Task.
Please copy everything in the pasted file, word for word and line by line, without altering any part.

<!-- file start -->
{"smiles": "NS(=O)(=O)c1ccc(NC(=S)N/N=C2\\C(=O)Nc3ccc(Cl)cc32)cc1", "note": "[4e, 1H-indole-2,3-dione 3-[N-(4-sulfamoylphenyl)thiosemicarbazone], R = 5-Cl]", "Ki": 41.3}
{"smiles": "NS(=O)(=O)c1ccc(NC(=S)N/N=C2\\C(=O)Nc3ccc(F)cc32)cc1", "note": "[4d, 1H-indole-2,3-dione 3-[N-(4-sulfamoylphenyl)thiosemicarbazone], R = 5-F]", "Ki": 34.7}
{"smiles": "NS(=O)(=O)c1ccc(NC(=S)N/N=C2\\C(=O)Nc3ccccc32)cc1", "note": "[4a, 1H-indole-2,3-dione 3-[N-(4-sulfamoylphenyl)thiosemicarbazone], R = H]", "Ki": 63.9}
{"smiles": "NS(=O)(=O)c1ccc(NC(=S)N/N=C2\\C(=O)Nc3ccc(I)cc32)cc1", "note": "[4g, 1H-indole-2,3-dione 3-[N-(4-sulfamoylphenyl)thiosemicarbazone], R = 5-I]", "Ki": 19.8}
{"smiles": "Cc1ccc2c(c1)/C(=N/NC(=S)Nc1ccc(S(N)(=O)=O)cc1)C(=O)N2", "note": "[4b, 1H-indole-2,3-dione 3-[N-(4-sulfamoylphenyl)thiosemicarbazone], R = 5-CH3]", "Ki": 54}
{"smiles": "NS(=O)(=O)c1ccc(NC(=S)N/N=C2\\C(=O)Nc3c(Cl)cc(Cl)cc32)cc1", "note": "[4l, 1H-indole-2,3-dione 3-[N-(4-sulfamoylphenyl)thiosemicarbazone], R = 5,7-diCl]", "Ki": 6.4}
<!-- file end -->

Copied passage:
{"smiles": "NS(=O)(=O)c1ccc(NC(=S)N/N=C2\\C(=O)Nc3ccc(Cl)cc32)cc1", "note": "[4e, 1H-indole-2,3-dione 3-[N-(4-sulfamoylphenyl)thiosemicarbazone], R = 5-Cl]", "Ki": 41.3}
{"smiles": "NS(=O)(=O)c1ccc(NC(=S)N/N=C2\\C(=O)Nc3ccc(F)cc32)cc1", "note": "[4d, 1H-indole-2,3-dione 3-[N-(4-sulfamoylphenyl)thiosemicarbazone], R = 5-F]", "Ki": 34.7}
{"smiles": "NS(=O)(=O)c1ccc(NC(=S)N/N=C2\\C(=O)Nc3ccccc32)cc1", "note": "[4a, 1H-indole-2,3-dione 3-[N-(4-sulfamoylphenyl)thiosemicarbazone], R = H]", "Ki": 63.9}
{"smiles": "NS(=O)(=O)c1ccc(NC(=S)N/N=C2\\C(=O)Nc3ccc(I)cc32)cc1", "note": "[4g, 1H-indole-2,3-dione 3-[N-(4-sulfamoylphenyl)thiosemicarbazone], R = 5-I]", "Ki": 19.8}
{"smiles": "Cc1ccc2c(c1)/C(=N/NC(=S)Nc1ccc(S(N)(=O)=O)cc1)C(=O)N2", "note": "[4b, 1H-indole-2,3-dione 3-[N-(4-sulfamoylphenyl)thiosemicarbazone], R = 5-CH3]", "Ki": 54}
{"smiles": "NS(=O)(=O)c1ccc(NC(=S)N/N=C2\\C(=O)Nc3c(Cl)cc(Cl)cc32)cc1", "note": "[4l, 1H-indole-2,3-dione 3-[N-(4-sulfamoylphenyl)thiosemicarbazone], R = 5,7-diCl]", "Ki": 6.4}